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A selection of 10 links for you. Is that really your face, though? I’m @charlesarthur on Twitter. Observations and links welcome.
The notice went out on Facebook last year, calling citizens of Twin Falls, Idaho, to an urgent meeting about the “huge upsurge of violence toward American citizens” by Muslim refugees who had settled there.
The inflammatory post, however, originated not in Idaho but in Russia. The meeting’s sponsor, an anti-immigrant page called “Secured Borders,” was one of hundreds of fake Facebook accounts created by a Russian company with Kremlin ties to spread vitriolic messages on divisive issues.
Facebook acknowledged last week that it had closed the accounts after linking them to advertisements costing $100,000 that were purchased in Russia’s influence campaign during and after the 2016 election. But the company declined to release or describe in detail the pages and profiles it had linked to Russia.
A report by the Russian media outlet RBC last March, however, identified the Secured Borders page as the work of the Internet Research Agency, a St. Petersburg firm that employs hundreds of so-called trolls to post material in support of Russian government policies. A Facebook official confirmed that Secured Borders was removed in the purge of Russian fakes…
…It also promoted the Aug. 27, 2016, meeting in Twin Falls, called “Citizens before refugees,” which was first reported by The Daily Beast. The call came amid incendiary claims, linking Muslim refugees in Twin Falls to crime, that circulated on far-right websites last year. In May, Alex Jones, of the conspiracy site Infowars.com, retracted a claim that the Twin Falls yogurt company Chobani, which had made a point of hiring refugees, had been “caught importing migrant rapists.”
Shawn Barigar, the mayor of Twin Falls, said that the City Council Chambers, where the supposed meeting was called on a Saturday, were closed that day and that officials did not recall any gathering. But he said that after two years of “robust debate” over the city’s refugee resettlement program, which dates to the 1980s, it was “kind of surreal” to discover that Russia had joined in.
This reminds me of a Philip K Dick short story called “If There Were No Benny Cemoli” which – because he was a genius ahead of his time – is all about fake news and fake events. Something about this really gives me the shivers.
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President Donald Trump blocked a Chinese-backed investor from buying Lattice Semiconductor Corp., casting a cloud over Chinese deals seeking U.S. security clearance and spurring a call for fairness from Beijing.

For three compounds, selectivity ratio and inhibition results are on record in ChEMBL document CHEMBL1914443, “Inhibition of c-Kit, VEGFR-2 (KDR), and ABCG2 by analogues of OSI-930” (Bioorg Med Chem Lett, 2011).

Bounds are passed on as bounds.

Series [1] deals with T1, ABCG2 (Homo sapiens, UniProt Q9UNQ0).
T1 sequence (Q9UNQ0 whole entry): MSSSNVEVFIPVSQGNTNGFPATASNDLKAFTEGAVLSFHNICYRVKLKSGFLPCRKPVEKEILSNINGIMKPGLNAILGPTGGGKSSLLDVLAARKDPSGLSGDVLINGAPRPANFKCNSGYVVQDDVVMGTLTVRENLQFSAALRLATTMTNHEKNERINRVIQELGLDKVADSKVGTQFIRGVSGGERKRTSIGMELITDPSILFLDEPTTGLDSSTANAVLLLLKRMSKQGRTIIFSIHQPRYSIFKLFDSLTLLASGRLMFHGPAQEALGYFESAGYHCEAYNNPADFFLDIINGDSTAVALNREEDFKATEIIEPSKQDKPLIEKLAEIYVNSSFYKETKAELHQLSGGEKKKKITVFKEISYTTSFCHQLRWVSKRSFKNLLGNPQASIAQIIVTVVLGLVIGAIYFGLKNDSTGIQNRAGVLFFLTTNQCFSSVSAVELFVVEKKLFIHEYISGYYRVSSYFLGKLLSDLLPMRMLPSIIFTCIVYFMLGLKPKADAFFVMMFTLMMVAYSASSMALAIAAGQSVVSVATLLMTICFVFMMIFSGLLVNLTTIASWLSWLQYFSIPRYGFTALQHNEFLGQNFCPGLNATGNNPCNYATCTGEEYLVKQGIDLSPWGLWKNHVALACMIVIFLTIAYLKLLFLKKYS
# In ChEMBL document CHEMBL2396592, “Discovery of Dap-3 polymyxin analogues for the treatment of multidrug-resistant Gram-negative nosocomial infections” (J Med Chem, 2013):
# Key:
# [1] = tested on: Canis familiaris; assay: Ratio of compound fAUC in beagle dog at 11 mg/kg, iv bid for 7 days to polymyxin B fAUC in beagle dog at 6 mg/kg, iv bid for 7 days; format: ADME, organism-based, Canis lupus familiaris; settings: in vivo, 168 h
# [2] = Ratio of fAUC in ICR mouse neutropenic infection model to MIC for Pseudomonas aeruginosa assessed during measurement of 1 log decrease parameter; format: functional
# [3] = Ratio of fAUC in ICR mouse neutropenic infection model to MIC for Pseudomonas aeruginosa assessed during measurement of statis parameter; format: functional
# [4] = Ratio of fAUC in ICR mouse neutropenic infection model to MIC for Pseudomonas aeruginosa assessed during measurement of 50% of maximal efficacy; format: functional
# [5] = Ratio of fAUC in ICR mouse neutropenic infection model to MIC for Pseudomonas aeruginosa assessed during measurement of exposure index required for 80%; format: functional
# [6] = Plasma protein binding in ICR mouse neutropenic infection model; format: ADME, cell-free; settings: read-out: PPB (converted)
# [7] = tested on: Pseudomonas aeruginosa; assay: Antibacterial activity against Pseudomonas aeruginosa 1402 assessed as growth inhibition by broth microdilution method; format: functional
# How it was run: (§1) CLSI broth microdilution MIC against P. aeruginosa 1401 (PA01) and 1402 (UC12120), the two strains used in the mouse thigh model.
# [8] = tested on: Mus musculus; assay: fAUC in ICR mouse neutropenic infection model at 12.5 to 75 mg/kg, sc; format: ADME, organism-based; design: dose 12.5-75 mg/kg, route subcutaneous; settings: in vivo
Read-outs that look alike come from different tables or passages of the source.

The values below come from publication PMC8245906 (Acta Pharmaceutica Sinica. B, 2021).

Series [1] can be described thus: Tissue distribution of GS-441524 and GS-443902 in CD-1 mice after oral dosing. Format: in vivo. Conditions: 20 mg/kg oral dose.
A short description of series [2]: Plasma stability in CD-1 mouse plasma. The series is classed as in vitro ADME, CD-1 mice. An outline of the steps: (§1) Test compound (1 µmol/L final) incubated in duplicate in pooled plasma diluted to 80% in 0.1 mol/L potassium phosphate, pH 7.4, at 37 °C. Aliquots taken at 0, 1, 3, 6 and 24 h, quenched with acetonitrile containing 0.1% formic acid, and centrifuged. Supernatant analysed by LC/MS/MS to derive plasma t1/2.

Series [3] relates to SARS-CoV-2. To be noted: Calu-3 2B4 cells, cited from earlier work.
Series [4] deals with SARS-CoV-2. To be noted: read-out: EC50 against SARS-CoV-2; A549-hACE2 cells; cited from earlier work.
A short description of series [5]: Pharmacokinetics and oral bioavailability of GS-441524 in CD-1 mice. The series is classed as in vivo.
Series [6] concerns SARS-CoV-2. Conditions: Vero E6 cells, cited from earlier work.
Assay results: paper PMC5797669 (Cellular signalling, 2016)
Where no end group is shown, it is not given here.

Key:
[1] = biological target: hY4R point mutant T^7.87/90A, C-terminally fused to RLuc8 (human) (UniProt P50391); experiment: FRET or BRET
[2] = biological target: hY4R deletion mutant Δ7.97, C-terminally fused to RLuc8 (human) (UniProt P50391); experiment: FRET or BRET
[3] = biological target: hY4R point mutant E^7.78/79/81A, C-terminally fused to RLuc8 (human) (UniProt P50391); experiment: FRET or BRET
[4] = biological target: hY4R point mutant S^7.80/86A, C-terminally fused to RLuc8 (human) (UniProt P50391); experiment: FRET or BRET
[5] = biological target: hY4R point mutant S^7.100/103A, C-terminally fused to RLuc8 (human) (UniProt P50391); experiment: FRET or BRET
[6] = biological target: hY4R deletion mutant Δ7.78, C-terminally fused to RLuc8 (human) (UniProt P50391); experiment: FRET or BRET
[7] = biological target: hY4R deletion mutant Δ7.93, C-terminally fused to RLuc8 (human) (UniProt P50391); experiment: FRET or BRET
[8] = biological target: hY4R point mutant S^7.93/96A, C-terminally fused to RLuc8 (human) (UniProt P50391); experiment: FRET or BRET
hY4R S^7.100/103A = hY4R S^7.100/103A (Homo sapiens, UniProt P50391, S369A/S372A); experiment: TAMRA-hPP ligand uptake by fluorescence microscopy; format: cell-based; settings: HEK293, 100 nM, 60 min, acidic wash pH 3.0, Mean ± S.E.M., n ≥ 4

It was just the fourth time in a quarter century that a U.S. president has ordered a foreign takeover of an American firm stopped on national-security concerns. Trump acted on the recommendation of a multi-agency panel, the White House and the Treasury Department said Wednesday. The spurned buyer, Canyon Bridge Capital Partners LLC, is a private-equity firm backed by a Chinese state-owned asset manager.
The Trump administration has maintained a tough stance against Chinese takeovers of American businesses even as it seeks China’s help to resolve the North Korean nuclear crisis. Other deals under review include MoneyGram International Inc.’s proposed sale to Ant Financial, the financial-services company controlled by Chinese billionaire Jack Ma. The government is also examining an agreement by Chinese conglomerate HNA Group Co. to buy a stake in SkyBridge Capital LLC, the fund-management firm founded by Anthony Scaramucci, who was briefly Trump’s White House communications director…
…Lattice makes programmable logic chips, which have a wide variety of uses because their attributes can be changed using software. The chips are used in communications, computing, and in industrial and military applications. The company generates more than 70% of its revenue in Asia, according to data compiled by Bloomberg.
Trump’s move builds on years of U.S. opposition to China’s efforts to bolster its chip industry by buying American technology. China, the world’s largest chip market, has been on the hunt for acquisitions in the field as it looks to build a domestic supply and rely less on imports, as the $300bn global semiconductor industry undergoes its biggest wave of consolidation.
Most forgeries that experts expose aren’t very sophisticated to the discerning type eye. [Thomas] Phinney recounts his involvement in a case he calls The Respected Rabbi: A Long Island rabbi faced controversy among his congregation after his name failed to appear on a list of alumni from the school at which he said he’d obtained ordination. Phinney says he was told, too, that the rabbi “didn’t know his theology as well you might expect from a rabbi.”
After much tsorres, the rabbi presented a board member with a faxed copy of his proof of smicha, or ordination, issued in 1968. It was from an institution that had closed, and its records had been destroyed in a fire. Called in to examine the smicha, Phinney quickly noted that the entire document was in fancy, handwritten calligraphy, except the recipient’s name, which was set in a typeface that had a calligraphed feel.